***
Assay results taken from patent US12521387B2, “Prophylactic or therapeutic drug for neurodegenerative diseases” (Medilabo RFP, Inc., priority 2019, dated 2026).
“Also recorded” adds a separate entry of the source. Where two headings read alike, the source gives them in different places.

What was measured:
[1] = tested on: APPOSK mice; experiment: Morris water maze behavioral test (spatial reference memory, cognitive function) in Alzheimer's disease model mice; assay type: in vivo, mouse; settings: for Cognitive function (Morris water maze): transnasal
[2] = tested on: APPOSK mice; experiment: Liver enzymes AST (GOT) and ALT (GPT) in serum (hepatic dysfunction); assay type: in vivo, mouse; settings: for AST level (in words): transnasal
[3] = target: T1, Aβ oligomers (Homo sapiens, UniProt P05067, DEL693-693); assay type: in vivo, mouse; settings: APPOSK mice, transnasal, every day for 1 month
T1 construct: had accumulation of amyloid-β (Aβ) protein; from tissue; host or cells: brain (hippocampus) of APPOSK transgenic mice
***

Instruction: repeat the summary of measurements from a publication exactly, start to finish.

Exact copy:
Assay results taken from patent US12521387B2, “Prophylactic or therapeutic drug for neurodegenerative diseases” (Medilabo RFP, Inc., priority 2019, dated 2026).
“Also recorded” adds a separate entry of the source. Where two headings read alike, the source gives them in different places.

What was measured:
[1] = tested on: APPOSK mice; experiment: Morris water maze behavioral test (spatial reference memory, cognitive function) in Alzheimer's disease model mice; assay type: in vivo, mouse; settings: for Cognitive function (Morris water maze): transnasal
[2] = tested on: APPOSK mice; experiment: Liver enzymes AST (GOT) and ALT (GPT) in serum (hepatic dysfunction); assay type: in vivo, mouse; settings: for AST level (in words): transnasal
[3] = target: T1, Aβ oligomers (Homo sapiens, UniProt P05067, DEL693-693); assay type: in vivo, mouse; settings: APPOSK mice, transnasal, every day for 1 month
T1 construct: had accumulation of amyloid-β (Aβ) protein; from tissue; host or cells: brain (hippocampus) of APPOSK transgenic mice